James started his career in little factories in Melbourne's inner suburbs. He then talked his way into a degree in Metallurgy back when UNIX was young. By the time the Commodore 64 was the best selling computer in the world he started a research Masters on metallic glass. The spectroscopy was analysed with an Apple ||. By the time the the IBM PC got to 4MHz he was doing a PhD on ceramics. He worked in publishing (Ventura Publisher), electronics manufacturing (in a really tiny factory) back when the Atari ST was really good. By the time Windows 3.1 was a thing he was doing research at Swinburne into tool wear (and consulting for bigger factories in Melbourne's outer suburbs). He taught materials science and manufacturing from Windows 95 to Windows 2000, and then picked up a second Masters degree (Internet computing) and started teaching computer science using XP and Red Hat 7. By the time Vista was out he was learning eForensics and teaching programming and computer security. James is now retired but still teaches a bit of cybersecurity in his dotage.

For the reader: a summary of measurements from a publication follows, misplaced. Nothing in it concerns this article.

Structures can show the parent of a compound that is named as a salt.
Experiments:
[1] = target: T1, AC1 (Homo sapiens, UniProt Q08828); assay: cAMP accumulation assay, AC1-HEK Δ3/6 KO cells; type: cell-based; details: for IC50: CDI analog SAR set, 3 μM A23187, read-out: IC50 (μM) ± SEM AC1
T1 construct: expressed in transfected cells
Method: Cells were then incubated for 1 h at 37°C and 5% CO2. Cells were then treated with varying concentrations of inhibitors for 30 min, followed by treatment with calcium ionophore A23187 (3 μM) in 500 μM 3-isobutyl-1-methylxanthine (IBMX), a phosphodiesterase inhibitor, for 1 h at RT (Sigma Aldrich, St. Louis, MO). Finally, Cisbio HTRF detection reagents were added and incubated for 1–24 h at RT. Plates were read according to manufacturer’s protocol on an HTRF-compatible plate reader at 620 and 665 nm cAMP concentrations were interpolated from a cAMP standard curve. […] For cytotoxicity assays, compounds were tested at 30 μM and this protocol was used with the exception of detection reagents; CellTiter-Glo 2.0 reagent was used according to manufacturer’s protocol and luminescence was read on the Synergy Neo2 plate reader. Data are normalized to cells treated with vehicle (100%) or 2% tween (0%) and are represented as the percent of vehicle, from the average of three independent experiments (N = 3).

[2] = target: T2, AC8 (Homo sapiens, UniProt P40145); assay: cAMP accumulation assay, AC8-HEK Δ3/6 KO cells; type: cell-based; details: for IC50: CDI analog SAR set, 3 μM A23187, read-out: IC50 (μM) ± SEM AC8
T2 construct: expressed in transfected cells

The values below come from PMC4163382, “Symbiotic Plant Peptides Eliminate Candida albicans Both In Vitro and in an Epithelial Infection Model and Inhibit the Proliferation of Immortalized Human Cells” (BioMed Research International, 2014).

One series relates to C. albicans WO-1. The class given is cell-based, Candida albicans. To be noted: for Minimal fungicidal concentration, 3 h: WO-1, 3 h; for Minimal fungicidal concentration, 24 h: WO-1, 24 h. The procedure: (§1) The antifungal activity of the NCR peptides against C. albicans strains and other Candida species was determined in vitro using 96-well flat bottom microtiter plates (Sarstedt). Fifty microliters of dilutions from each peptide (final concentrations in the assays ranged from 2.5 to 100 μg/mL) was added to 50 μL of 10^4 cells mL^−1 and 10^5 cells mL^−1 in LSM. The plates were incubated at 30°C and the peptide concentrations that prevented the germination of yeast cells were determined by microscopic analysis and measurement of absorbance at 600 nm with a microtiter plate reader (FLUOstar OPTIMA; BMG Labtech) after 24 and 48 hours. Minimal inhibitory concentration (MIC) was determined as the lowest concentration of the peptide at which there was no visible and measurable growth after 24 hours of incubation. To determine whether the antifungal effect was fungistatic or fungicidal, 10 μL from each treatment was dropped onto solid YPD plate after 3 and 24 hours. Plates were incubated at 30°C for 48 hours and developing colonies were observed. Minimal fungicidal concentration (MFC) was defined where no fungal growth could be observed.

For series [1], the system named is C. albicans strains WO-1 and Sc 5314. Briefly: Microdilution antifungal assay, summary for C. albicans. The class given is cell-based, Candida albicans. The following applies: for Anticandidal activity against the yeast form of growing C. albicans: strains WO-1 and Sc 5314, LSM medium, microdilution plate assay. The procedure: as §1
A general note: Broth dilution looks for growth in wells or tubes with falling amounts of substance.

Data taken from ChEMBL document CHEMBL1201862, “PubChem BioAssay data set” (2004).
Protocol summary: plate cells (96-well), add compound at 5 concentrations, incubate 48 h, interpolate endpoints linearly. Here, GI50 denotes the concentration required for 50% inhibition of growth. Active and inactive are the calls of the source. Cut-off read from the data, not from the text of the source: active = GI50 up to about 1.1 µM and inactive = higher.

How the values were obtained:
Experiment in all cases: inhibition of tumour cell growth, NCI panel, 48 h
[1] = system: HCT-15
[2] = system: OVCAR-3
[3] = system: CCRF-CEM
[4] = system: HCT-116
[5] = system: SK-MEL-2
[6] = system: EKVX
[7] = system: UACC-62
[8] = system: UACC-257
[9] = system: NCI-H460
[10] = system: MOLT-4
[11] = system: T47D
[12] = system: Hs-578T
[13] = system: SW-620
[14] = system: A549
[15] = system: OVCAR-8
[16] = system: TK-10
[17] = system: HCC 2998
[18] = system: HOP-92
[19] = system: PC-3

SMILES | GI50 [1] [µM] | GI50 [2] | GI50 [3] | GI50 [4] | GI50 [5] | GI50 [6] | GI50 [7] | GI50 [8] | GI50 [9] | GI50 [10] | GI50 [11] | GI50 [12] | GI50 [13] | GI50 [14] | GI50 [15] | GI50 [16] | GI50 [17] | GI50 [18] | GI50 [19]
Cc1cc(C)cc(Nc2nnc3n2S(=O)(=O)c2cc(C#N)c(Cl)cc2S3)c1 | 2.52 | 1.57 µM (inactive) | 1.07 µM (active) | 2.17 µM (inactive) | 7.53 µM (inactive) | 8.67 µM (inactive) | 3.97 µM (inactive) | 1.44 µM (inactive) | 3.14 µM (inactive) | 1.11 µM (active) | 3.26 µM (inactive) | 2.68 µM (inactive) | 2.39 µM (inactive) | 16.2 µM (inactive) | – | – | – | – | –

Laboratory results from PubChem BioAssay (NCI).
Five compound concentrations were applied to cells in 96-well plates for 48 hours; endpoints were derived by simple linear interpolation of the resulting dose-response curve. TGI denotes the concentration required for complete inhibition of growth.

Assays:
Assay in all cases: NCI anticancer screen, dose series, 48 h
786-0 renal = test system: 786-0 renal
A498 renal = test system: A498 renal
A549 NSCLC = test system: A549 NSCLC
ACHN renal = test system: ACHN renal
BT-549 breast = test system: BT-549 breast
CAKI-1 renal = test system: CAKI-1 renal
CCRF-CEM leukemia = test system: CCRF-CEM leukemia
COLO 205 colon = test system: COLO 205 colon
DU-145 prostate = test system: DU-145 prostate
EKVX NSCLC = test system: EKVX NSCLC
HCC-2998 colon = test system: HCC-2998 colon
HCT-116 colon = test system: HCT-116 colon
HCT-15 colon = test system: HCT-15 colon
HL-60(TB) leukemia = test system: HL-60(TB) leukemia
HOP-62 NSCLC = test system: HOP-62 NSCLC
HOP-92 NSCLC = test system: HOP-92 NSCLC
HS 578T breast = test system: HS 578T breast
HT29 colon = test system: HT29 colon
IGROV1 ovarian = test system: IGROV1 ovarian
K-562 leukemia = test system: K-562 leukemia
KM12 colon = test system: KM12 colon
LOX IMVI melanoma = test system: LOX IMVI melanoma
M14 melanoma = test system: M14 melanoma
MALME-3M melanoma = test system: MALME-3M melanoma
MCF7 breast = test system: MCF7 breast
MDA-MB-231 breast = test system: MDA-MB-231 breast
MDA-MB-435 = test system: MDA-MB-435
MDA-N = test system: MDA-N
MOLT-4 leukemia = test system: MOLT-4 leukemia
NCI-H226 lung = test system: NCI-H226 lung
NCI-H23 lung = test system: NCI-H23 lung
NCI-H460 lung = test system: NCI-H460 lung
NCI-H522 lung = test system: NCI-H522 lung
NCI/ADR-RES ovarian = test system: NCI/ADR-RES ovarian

The picture looks nothing like him.